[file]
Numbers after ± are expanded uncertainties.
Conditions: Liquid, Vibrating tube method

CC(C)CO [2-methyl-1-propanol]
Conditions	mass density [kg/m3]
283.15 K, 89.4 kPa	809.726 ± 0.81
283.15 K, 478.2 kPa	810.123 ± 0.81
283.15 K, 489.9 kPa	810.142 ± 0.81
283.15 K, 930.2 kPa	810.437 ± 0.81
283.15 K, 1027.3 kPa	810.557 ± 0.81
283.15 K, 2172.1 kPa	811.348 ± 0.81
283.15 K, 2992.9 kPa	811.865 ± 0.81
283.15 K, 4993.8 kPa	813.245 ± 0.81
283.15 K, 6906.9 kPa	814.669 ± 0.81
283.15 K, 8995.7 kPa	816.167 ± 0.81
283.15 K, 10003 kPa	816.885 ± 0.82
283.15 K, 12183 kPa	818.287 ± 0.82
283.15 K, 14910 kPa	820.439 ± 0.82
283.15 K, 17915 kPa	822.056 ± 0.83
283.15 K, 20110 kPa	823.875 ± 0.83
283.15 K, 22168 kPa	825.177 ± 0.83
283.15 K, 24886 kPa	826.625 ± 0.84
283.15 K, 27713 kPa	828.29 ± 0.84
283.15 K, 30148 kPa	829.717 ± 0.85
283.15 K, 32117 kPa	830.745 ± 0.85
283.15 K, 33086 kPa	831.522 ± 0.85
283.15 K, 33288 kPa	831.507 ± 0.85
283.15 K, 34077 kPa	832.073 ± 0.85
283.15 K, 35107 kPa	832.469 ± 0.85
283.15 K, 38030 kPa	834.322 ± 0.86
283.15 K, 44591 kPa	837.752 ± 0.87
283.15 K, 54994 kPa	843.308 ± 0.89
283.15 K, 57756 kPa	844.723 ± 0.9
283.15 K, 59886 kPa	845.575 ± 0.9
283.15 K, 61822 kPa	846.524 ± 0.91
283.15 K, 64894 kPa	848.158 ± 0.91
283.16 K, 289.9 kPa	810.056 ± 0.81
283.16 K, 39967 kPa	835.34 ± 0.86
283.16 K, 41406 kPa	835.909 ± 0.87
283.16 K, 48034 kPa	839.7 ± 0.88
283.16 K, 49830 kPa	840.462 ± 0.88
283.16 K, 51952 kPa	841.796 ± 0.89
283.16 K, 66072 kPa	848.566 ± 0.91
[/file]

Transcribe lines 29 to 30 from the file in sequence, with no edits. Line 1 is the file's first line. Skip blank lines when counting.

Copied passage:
283.15 K, 38030 kPa	834.322 ± 0.86
283.15 K, 44591 kPa	837.752 ± 0.87